|Abstract:||Past extreme geomagnetic storms have been known to produce not only dayside storm-enhanced density (SED) and SED plumes, but also in a number of cases an nighttime ionospheric localized enhancement (NILE), also known as the “Florida effect.” In this work, we apply data assimilation to adjust a background model to better capture the NILE enhancement. We use the SAMI3 (SAMI3 is Another Model of the Ionosphere) model for an extreme storm as the background model in Ionospheric Data Assimilation 4-Dimensional (IDA4D) to produce plasma density estimates across the NILE feature. IDA4D ingests GPS-based total electron content (TEC) to reconstruct ionospheric plasma densities over space and time. Simulating the November 20-21, 2003, extreme geomagnetic storm, we show that the SAMI3 model alone underestimates the magnitude of positioning errors for fictitious receivers in the Caribbean, Gulf coast, and Rocky Mountains, subjected to the dayside SED by as much as a factor of 3. During the nighttime data assimilation of SAMI3 with IDA4D shows uplift in the peak densities. The day following the storm shows a negative phase (depressed TEC) relative to SAMI3 alone.|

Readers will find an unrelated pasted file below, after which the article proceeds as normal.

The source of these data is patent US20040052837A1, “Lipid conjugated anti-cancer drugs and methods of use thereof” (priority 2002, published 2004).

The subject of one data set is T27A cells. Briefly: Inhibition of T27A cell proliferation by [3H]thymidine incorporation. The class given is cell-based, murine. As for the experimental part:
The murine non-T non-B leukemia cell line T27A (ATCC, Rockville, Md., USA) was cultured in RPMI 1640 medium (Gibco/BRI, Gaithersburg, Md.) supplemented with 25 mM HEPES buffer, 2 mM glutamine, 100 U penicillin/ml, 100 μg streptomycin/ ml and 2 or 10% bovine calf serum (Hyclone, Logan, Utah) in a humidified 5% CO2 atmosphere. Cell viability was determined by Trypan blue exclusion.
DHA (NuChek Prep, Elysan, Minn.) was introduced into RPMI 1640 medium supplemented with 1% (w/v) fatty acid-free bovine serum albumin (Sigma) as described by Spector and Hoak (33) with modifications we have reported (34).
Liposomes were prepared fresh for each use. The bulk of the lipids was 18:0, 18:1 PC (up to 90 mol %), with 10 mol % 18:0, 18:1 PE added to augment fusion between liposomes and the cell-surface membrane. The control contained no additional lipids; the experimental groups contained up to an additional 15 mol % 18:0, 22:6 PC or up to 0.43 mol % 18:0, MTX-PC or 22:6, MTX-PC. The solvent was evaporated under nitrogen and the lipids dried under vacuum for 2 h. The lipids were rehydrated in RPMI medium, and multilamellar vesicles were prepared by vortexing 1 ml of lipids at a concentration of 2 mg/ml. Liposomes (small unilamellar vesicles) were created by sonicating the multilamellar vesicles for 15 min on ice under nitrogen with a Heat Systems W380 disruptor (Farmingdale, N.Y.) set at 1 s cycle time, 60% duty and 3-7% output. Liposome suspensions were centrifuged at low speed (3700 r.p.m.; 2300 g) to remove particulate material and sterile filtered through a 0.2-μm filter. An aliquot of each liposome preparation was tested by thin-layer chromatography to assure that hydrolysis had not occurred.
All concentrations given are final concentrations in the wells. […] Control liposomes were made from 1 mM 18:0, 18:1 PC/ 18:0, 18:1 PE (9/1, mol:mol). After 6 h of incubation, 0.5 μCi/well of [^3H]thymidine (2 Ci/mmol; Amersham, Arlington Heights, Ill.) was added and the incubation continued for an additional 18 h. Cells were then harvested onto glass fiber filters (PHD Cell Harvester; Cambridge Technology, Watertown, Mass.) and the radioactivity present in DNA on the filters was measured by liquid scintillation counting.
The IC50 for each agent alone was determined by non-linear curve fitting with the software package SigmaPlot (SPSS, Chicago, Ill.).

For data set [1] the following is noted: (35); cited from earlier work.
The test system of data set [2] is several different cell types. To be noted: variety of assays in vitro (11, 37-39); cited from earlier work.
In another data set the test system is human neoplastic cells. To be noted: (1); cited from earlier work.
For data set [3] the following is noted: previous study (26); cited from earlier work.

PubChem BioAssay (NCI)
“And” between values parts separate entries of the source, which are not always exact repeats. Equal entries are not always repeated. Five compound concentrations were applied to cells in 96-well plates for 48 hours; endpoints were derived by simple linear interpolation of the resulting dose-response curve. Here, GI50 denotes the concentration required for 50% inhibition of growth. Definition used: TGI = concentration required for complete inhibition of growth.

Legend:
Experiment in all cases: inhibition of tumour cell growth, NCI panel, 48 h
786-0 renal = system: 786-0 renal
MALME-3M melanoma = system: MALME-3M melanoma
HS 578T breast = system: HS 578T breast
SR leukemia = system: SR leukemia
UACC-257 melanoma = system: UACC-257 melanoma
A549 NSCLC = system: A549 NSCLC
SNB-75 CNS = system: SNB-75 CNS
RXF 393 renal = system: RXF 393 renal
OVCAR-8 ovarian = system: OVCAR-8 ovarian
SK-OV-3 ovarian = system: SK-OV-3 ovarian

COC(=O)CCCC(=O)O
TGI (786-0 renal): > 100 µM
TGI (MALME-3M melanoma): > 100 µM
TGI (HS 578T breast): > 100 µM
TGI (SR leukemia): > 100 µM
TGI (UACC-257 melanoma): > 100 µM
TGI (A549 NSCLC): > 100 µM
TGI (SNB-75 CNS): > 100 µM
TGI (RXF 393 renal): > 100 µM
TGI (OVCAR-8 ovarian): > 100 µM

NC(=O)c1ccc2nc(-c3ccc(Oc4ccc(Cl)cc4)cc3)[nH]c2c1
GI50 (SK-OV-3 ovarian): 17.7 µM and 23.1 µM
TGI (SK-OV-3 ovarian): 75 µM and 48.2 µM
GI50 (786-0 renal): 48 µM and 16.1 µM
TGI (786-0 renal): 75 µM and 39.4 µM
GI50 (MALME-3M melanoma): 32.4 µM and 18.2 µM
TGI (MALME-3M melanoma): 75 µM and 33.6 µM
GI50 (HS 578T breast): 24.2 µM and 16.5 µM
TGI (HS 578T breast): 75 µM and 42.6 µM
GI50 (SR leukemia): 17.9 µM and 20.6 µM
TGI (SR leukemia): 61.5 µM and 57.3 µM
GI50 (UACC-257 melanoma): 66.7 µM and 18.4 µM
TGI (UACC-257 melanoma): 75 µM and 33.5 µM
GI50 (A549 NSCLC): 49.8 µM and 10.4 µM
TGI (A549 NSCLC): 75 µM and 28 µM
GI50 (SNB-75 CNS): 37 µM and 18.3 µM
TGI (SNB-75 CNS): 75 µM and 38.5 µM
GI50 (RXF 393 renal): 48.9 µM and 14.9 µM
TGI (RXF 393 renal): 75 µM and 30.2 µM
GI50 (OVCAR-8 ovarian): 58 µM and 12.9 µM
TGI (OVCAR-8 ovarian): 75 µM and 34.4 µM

Proceedings of the 32nd International Technical Meeting of the Satellite Division of The Institute of Navigation (ION GNSS+ 2019)
September 16 - 20, 2019
Hyatt Regency Miami
|Pages:||3427 - 3436|
|Cite this article:||
Chartier, Alex, Datta-Barua, Seebany, McDonald, Sarah, Bust, Gary, "A Night-time Ionospheric Localized Enhancement (NILE) During Extreme Storms," Proceedings of the 32nd International Technical Meeting of the Satellite Division of The Institute of Navigation (ION GNSS+ 2019), Miami, Florida, September 2019, pp. 3427-3436.
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